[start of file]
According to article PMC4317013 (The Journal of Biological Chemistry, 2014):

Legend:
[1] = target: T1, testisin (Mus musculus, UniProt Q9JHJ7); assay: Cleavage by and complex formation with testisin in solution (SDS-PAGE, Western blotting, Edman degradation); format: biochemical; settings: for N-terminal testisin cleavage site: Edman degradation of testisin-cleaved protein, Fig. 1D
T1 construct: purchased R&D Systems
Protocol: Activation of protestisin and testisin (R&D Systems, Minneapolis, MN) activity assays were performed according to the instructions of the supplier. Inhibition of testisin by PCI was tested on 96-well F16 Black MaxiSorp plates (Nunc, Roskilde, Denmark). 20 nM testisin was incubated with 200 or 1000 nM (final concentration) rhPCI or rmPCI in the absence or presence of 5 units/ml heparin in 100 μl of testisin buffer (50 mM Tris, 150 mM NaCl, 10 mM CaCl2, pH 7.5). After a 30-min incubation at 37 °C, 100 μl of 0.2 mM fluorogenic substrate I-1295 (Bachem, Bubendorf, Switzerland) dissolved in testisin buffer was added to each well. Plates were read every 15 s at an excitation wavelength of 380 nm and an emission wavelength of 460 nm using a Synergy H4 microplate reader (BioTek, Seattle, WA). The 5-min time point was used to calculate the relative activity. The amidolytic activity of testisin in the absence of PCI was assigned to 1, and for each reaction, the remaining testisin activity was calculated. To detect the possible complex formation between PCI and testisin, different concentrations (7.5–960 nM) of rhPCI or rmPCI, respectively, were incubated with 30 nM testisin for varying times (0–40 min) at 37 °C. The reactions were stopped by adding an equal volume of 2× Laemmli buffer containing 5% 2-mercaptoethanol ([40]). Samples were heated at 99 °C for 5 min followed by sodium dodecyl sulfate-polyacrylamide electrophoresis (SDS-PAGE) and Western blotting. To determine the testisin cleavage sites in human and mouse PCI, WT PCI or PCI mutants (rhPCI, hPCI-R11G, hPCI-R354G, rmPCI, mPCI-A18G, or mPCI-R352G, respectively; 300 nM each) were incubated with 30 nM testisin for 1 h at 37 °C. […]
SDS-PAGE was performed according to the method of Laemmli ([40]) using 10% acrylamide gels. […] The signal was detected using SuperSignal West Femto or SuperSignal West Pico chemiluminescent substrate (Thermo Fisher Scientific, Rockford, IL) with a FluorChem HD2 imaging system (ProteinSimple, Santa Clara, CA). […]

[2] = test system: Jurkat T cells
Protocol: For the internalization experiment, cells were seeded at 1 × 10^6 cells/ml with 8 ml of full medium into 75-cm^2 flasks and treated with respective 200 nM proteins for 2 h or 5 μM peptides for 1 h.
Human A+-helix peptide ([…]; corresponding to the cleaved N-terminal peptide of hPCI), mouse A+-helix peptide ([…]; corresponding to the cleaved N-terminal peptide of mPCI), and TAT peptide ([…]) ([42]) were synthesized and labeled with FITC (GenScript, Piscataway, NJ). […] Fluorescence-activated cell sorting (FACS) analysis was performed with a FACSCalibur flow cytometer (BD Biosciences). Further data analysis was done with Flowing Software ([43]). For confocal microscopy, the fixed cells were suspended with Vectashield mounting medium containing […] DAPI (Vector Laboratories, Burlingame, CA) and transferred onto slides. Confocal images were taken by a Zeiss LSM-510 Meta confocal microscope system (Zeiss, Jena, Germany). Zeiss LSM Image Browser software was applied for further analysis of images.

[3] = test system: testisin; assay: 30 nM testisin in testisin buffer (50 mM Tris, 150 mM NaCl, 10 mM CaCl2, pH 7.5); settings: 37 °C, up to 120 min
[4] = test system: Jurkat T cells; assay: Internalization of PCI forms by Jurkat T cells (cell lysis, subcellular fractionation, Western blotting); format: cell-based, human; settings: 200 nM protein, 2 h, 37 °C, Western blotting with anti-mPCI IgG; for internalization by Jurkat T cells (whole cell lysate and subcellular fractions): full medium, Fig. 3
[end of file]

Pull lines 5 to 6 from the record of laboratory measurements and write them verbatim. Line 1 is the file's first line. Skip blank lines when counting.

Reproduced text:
Protocol: Activation of protestisin and testisin (R&D Systems, Minneapolis, MN) activity assays were performed according to the instructions of the supplier. Inhibition of testisin by PCI was tested on 96-well F16 Black MaxiSorp plates (Nunc, Roskilde, Denmark). 20 nM testisin was incubated with 200 or 1000 nM (final concentration) rhPCI or rmPCI in the absence or presence of 5 units/ml heparin in 100 μl of testisin buffer (50 mM Tris, 150 mM NaCl, 10 mM CaCl2, pH 7.5). After a 30-min incubation at 37 °C, 100 μl of 0.2 mM fluorogenic substrate I-1295 (Bachem, Bubendorf, Switzerland) dissolved in testisin buffer was added to each well. Plates were read every 15 s at an excitation wavelength of 380 nm and an emission wavelength of 460 nm using a Synergy H4 microplate reader (BioTek, Seattle, WA). The 5-min time point was used to calculate the relative activity. The amidolytic activity of testisin in the absence of PCI was assigned to 1, and for each reaction, the remaining testisin activity was calculated. To detect the possible complex formation between PCI and testisin, different concentrations (7.5–960 nM) of rhPCI or rmPCI, respectively, were incubated with 30 nM testisin for varying times (0–40 min) at 37 °C. The reactions were stopped by adding an equal volume of 2× Laemmli buffer containing 5% 2-mercaptoethanol ([40]). Samples were heated at 99 °C for 5 min followed by sodium dodecyl sulfate-polyacrylamide electrophoresis (SDS-PAGE) and Western blotting. To determine the testisin cleavage sites in human and mouse PCI, WT PCI or PCI mutants (rhPCI, hPCI-R11G, hPCI-R354G, rmPCI, mPCI-A18G, or mPCI-R352G, respectively; 300 nM each) were incubated with 30 nM testisin for 1 h at 37 °C. […]
SDS-PAGE was performed according to the method of Laemmli ([40]) using 10% acrylamide gels. […] The signal was detected using SuperSignal West Femto or SuperSignal West Pico chemiluminescent substrate (Thermo Fisher Scientific, Rockford, IL) with a FluorChem HD2 imaging system (ProteinSimple, Santa Clara, CA). […]